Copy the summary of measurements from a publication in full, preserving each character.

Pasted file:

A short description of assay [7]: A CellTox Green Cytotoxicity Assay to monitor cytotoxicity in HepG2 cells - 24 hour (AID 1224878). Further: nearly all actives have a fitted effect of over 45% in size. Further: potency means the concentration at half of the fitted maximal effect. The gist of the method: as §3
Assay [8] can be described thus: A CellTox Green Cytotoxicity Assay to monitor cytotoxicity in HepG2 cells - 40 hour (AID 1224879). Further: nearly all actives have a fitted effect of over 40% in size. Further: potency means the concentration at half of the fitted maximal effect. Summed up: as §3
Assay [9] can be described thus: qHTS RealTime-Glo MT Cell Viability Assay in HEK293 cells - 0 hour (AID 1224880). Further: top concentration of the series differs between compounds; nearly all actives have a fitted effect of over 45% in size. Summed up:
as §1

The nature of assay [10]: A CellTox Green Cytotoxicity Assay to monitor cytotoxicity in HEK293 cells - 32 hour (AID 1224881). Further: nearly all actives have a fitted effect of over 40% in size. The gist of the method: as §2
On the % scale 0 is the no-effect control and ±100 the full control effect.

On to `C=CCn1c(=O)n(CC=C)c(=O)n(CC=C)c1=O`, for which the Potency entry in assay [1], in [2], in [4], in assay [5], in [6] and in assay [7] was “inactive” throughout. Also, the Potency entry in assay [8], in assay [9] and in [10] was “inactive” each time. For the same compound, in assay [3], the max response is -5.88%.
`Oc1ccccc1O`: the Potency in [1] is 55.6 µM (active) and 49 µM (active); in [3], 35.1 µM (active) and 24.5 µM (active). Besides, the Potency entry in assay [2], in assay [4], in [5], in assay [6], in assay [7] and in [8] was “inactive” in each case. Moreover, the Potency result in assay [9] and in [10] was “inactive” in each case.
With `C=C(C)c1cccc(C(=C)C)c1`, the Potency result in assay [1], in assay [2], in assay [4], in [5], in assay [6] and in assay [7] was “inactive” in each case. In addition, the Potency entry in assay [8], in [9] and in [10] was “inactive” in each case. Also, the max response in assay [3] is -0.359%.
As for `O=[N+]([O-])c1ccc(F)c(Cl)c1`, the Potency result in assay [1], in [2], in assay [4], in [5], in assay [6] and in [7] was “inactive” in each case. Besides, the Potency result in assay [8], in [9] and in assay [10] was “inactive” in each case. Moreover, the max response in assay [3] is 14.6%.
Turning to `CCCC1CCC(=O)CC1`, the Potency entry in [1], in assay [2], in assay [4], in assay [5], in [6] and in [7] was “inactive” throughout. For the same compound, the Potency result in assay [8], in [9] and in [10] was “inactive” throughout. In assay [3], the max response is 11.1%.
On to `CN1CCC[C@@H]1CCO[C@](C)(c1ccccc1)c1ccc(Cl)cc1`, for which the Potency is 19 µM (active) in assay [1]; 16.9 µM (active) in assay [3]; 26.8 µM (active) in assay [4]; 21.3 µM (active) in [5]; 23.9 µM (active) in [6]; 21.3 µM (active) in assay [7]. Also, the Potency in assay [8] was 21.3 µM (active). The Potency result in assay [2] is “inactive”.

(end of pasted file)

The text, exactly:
A short description of assay [7]: A CellTox Green Cytotoxicity Assay to monitor cytotoxicity in HepG2 cells - 24 hour (AID 1224878). Further: nearly all actives have a fitted effect of over 45% in size. Further: potency means the concentration at half of the fitted maximal effect. The gist of the method: as §3
Assay [8] can be described thus: A CellTox Green Cytotoxicity Assay to monitor cytotoxicity in HepG2 cells - 40 hour (AID 1224879). Further: nearly all actives have a fitted effect of over 40% in size. Further: potency means the concentration at half of the fitted maximal effect. Summed up: as §3
Assay [9] can be described thus: qHTS RealTime-Glo MT Cell Viability Assay in HEK293 cells - 0 hour (AID 1224880). Further: top concentration of the series differs between compounds; nearly all actives have a fitted effect of over 45% in size. Summed up:
as §1

The nature of assay [10]: A CellTox Green Cytotoxicity Assay to monitor cytotoxicity in HEK293 cells - 32 hour (AID 1224881). Further: nearly all actives have a fitted effect of over 40% in size. The gist of the method: as §2
On the % scale 0 is the no-effect control and ±100 the full control effect.

On to `C=CCn1c(=O)n(CC=C)c(=O)n(CC=C)c1=O`, for which the Potency entry in assay [1], in [2], in [4], in assay [5], in [6] and in assay [7] was “inactive” throughout. Also, the Potency entry in assay [8], in assay [9] and in [10] was “inactive” each time. For the same compound, in assay [3], the max response is -5.88%.
`Oc1ccccc1O`: the Potency in [1] is 55.6 µM (active) and 49 µM (active); in [3], 35.1 µM (active) and 24.5 µM (active). Besides, the Potency entry in assay [2], in assay [4], in [5], in assay [6], in assay [7] and in [8] was “inactive” in each case. Moreover, the Potency result in assay [9] and in [10] was “inactive” in each case.
With `C=C(C)c1cccc(C(=C)C)c1`, the Potency result in assay [1], in assay [2], in assay [4], in [5], in assay [6] and in assay [7] was “inactive” in each case. In addition, the Potency entry in assay [8], in [9] and in [10] was “inactive” in each case. Also, the max response in assay [3] is -0.359%.
As for `O=[N+]([O-])c1ccc(F)c(Cl)c1`, the Potency result in assay [1], in [2], in assay [4], in [5], in assay [6] and in [7] was “inactive” in each case. Besides, the Potency result in assay [8], in [9] and in assay [10] was “inactive” in each case. Moreover, the max response in assay [3] is 14.6%.
Turning to `CCCC1CCC(=O)CC1`, the Potency entry in [1], in assay [2], in assay [4], in assay [5], in [6] and in [7] was “inactive” throughout. For the same compound, the Potency result in assay [8], in [9] and in [10] was “inactive” throughout. In assay [3], the max response is 11.1%.
On to `CN1CCC[C@@H]1CCO[C@](C)(c1ccccc1)c1ccc(Cl)cc1`, for which the Potency is 19 µM (active) in assay [1]; 16.9 µM (active) in assay [3]; 26.8 µM (active) in assay [4]; 21.3 µM (active) in [5]; 23.9 µM (active) in [6]; 21.3 µM (active) in assay [7]. Also, the Potency in assay [8] was 21.3 µM (active). The Potency result in assay [2] is “inactive”.